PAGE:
On May 16, the Centers for Medicare & Medicaid Services (CMS) released a final rule on drug coverage policies. After receiving feedback from the American Society of Clinical Oncology (ASCO) and other stakeholders, CMS did not finalize a proposal that would have impeded access to drugs within Medicare Part D’s Six Protected Classes. The agency did, however, finalize a proposal to allow the use of step therapy for protected class prescription drugs under Medicare Advantage and Part B—despite stakeholder concerns.
“ASCO applauds CMS for listening to ASCO and other stakeholders by not finalizing a proposal that would have significantly impacted access to drugs within the Six Protected Classes,” said ASCO President Monica M. Bertagnolli, MD, FACS, FASCO, in a statement released May 17. “We are disappointed, however, that CMS finalized its proposal to allow the use of step therapy for protected class prescription drugs under Medicare Advantage and Medicare Part B.”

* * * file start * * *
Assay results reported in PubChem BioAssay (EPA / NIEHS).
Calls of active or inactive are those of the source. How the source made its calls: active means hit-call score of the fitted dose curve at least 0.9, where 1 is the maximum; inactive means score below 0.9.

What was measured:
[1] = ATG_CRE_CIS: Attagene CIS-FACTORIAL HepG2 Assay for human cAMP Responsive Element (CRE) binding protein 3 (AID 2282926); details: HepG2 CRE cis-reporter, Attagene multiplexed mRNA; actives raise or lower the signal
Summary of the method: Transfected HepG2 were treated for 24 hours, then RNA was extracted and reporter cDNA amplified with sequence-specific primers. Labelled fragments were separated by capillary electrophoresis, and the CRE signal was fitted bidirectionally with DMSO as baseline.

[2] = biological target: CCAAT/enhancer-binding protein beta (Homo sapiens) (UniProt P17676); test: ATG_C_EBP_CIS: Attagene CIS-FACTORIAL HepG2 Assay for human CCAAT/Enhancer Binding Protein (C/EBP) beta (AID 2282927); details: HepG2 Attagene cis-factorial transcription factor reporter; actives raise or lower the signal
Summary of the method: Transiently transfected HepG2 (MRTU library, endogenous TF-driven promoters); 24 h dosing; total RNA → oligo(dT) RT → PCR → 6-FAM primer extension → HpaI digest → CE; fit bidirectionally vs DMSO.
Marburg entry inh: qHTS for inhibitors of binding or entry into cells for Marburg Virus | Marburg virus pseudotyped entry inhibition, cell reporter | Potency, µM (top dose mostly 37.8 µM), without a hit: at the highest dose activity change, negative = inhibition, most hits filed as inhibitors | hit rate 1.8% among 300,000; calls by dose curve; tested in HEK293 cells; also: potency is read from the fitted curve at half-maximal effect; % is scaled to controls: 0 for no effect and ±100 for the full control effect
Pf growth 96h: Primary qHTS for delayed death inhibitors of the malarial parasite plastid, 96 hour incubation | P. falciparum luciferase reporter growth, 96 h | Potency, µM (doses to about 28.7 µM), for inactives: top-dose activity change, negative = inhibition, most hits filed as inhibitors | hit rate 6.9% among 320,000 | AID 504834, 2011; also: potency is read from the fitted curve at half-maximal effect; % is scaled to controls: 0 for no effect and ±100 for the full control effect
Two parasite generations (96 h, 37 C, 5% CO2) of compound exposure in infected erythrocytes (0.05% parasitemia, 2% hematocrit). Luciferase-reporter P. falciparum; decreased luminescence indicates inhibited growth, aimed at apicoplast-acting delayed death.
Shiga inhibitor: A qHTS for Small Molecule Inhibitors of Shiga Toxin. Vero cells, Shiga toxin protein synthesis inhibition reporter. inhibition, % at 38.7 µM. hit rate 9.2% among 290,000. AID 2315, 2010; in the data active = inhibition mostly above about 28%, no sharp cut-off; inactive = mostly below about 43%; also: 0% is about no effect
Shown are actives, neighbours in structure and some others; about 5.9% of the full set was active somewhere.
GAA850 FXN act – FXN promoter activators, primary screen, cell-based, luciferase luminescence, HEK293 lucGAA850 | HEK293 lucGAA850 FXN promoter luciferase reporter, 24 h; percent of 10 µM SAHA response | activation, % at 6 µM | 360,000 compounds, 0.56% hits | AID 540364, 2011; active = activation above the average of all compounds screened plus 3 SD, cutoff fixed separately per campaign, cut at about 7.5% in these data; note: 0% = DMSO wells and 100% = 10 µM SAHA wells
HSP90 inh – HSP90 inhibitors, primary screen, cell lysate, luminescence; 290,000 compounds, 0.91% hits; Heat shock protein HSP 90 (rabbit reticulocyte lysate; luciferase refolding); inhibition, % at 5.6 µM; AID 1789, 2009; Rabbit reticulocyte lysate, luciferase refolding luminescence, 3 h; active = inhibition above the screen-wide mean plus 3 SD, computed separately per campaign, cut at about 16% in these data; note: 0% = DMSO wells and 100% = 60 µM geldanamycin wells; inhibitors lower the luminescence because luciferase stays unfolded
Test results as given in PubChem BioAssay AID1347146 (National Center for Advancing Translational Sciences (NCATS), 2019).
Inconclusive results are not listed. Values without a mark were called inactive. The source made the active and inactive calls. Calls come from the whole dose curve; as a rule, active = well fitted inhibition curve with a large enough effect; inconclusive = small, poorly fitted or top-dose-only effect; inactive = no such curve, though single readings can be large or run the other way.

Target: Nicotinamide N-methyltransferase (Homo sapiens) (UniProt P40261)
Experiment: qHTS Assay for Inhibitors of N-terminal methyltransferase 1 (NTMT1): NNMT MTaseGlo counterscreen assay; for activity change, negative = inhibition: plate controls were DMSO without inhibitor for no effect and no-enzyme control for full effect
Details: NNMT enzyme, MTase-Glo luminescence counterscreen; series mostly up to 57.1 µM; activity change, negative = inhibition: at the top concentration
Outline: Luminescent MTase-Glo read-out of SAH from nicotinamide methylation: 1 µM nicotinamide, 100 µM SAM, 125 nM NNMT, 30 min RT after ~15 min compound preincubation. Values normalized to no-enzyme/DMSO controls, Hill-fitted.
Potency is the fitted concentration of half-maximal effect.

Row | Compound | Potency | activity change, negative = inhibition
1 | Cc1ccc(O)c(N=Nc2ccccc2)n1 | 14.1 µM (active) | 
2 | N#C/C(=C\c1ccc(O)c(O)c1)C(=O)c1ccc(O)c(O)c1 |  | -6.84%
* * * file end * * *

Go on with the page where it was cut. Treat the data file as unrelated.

ASCO has long opposed step therapy, which requires patients to try and fail to have a desired clinical outcome on a lower cost medication before they can access the medication prescribed by their health care provider. ASCO asserts that the practice delays patient access to proper treatments and potentially leads to irreversible disease progression and other significant patient health risks.
CMS also proposed using “negotiated price” as the lowest possible payment pharmacies can receive. This would have removed the risk of reimbursement “claw backs” related to provider performance and shifted fees associated with quality metrics to a bonus structure. These fees are imposed on Oncology providers as Direct and Indirect Remuneration (DIR) fees. ASCO supported this proposal asserting that it would would reduce beneficiary out-of-pocket costs and improve price transparency. While CMS decided not to implement the policy for 2020, the agency is still considering policies to improve drug pricing transparency.
ASCO will continue to work with policymakers on solutions to ensure access to high-quality, affordable prescription drugs for all patients with cancer.